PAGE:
Next Monday the 51th Nobel prize in Economics will be awarded. Allen R. Sanderson and John J. Siegfried offer some perspective on the first 50 years of the economics award by providing some context with the other Nobel prizes in "The Nobel Prize in Economics Turns 50" (American Economist, 2019, 64:2, pp. 167–182). They offer background on the genesis of the prize, how its official name has evolved, academic backgrounds, and big ideas that spanned several awards.
For those interested in more detail about past Nobel prize-winners in economics, I strongly recommend the Nobel website itself. Especially for winners in the last few decades, there is rich information about why the prize was given, often with an autobiographical essay from the winner, and of course the address given by the prize-winner.
Here, I'll pass along a couple of lists from Sanderson and Siegfried. The Nobel is only given to living people, so there are inevitably some economists worthy of consideration for the prize who died after 1969 without receiving the award. I was also intrigued by their list of how many Nobel prize-winners in economics had a direct tie to a previous winner.
Here's their list of economists who were alive in 1969, but died without receiving an economics Nobel, and "who certainly would have had advocates" for winning the prize.
To this list, one could certainly add more of their contemporaries, for example (in alphabetical order), Anthony Atkinson (2017), William Baumol (2017), Harold Demsetz (2019), Evsey Domar (1997), Rudiger Dornbusch (2002), Henry Roy Forbes Harrod (1978), Harold Hotelling (1973), Nicholas Kaldor (1986), Jacob Mincer (2006), Hyman Minsky (1996), and Ludwig von Mises (1973), among many others.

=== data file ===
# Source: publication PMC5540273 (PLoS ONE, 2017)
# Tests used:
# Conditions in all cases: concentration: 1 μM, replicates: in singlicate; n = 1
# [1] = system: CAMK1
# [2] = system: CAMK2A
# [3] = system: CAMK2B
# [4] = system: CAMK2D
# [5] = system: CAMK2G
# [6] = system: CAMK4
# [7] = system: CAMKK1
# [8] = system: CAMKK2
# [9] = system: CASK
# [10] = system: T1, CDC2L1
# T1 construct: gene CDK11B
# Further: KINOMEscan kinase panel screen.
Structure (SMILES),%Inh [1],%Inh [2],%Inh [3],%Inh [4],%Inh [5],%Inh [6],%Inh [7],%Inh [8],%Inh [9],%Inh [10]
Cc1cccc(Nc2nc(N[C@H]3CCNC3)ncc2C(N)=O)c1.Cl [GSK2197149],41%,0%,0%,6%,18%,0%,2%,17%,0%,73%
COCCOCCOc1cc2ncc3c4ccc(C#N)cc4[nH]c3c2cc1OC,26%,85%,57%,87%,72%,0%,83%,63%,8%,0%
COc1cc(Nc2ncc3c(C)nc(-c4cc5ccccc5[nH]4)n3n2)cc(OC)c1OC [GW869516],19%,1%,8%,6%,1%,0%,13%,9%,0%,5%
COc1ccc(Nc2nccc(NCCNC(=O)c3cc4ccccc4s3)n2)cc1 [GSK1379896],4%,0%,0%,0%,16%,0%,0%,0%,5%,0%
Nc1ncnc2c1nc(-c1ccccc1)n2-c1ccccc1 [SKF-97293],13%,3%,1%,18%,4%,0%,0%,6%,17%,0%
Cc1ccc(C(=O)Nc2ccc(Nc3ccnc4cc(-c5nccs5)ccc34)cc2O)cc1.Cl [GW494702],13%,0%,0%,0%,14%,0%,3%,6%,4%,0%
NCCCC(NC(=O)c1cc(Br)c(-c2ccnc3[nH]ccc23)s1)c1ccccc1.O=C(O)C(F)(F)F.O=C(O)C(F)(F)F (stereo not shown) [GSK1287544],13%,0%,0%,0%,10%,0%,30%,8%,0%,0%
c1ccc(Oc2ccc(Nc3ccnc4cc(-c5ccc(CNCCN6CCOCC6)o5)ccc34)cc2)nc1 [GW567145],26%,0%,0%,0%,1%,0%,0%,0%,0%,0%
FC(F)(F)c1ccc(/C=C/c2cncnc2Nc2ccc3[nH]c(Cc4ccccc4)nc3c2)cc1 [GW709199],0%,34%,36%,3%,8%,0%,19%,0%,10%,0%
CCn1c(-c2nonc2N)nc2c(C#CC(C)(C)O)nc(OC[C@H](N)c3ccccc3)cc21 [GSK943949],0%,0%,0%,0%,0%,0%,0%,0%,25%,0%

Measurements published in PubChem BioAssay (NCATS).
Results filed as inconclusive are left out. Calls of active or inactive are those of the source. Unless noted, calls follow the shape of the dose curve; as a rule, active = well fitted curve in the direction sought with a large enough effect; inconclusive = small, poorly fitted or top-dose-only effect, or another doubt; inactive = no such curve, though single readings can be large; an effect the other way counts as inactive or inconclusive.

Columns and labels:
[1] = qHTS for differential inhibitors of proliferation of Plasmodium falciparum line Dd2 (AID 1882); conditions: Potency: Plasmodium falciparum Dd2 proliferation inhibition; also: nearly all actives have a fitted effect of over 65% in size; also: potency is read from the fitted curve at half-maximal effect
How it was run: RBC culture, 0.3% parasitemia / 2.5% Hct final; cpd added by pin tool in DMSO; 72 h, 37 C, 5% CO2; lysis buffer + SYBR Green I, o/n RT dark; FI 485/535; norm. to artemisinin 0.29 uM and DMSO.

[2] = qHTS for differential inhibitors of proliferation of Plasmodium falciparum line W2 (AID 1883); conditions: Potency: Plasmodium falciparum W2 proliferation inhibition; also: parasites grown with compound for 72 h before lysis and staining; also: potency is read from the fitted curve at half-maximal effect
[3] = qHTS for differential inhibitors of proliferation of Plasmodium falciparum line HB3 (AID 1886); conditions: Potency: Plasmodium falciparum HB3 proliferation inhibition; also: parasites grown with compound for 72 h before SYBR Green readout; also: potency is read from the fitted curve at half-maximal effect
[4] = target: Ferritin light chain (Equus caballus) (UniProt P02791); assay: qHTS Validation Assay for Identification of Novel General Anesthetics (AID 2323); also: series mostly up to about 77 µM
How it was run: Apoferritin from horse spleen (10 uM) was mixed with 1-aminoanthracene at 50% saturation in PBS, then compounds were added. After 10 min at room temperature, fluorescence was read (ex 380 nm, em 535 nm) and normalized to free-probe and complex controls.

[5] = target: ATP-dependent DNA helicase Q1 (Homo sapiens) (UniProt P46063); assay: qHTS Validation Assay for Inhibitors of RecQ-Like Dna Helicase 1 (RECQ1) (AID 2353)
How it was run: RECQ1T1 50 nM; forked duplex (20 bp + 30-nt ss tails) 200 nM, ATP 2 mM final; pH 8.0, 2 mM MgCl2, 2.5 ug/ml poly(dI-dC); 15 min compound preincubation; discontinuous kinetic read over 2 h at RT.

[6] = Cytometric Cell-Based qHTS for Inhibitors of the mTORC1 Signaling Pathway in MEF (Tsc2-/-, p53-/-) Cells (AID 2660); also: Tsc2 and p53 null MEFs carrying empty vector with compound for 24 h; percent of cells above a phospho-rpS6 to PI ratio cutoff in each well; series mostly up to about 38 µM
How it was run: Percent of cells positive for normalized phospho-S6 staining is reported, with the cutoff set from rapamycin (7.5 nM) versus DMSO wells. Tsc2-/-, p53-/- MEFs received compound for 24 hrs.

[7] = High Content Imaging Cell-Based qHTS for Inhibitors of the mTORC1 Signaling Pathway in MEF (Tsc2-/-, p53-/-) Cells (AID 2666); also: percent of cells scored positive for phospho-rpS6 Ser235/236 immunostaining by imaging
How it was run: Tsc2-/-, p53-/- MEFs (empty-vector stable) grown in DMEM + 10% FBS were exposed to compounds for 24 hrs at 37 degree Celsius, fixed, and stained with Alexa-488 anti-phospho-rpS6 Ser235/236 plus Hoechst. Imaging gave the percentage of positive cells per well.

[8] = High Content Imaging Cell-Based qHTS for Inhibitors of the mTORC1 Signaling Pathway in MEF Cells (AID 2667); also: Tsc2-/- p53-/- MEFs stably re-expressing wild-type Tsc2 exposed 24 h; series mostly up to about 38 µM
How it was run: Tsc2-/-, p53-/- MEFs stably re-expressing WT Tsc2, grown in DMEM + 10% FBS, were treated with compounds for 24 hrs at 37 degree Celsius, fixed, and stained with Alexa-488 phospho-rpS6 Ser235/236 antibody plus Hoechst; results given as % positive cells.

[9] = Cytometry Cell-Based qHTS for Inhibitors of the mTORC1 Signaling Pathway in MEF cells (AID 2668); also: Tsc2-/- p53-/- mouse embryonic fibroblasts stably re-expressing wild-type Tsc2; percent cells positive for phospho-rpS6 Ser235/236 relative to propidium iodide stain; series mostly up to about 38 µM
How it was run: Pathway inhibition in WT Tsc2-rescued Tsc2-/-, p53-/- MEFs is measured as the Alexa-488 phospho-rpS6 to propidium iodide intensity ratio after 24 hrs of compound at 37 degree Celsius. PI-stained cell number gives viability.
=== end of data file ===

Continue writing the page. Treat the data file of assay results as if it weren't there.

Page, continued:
Sanderson and Siegfried also point out that a substantial number Nobel laureates in economics had another laureate as a dissertation adviser, For example:
Sanderson and Siegfried also pass along perhaps the most common joke about the economics Nobel prize:
[A]s a well-known quip has it, “economics is the only field in which two people can share a Nobel Prize for saying opposing things.” The 1972 Prizes awarded to Myrdal and Hayek spring to mind, as would the 2013 awards to Fama and Shiller.
A version of this article first appeared on Conversable Economist.
Timothy Taylor is an American economist. He is managing editor of the Journal of Economic Perspectives, a quarterly academic journal produced at Macalester College and published by the American Economic Association. Taylor received his Bachelor of Arts degree from Haverford College and a master's degree in economics from Stanford University. At Stanford, he was winner of the award for excellent teaching in a large class (more than 30 students) given by the Associated Students of Stanford University. At Minnesota, he was named a Distinguished Lecturer by the Department of Economics and voted Teacher of the Year by the master's degree students at the Hubert H. Humphrey Institute of Public Affairs. Taylor has been a guest speaker for groups of teachers of high school economics, visiting diplomats from eastern Europe, talk-radio shows, and community groups. From 1989 to 1997, Professor Taylor wrote an economics opinion column for the San Jose Mercury-News. He has published multiple lectures on economics through The Teaching Company. With Rudolph Penner and Isabel Sawhill, he is co-author of Updating America's Social Contract (2000), whose first chapter provided an early radical centrist perspective, "An Agenda for the Radical Middle". Taylor is also the author of The Instant Economist: Everything You Need to Know About How the Economy Works, published by the Penguin Group in 2012. The fourth edition of Taylor's Principles of Economics textbook was published by Textbook Media in 2017.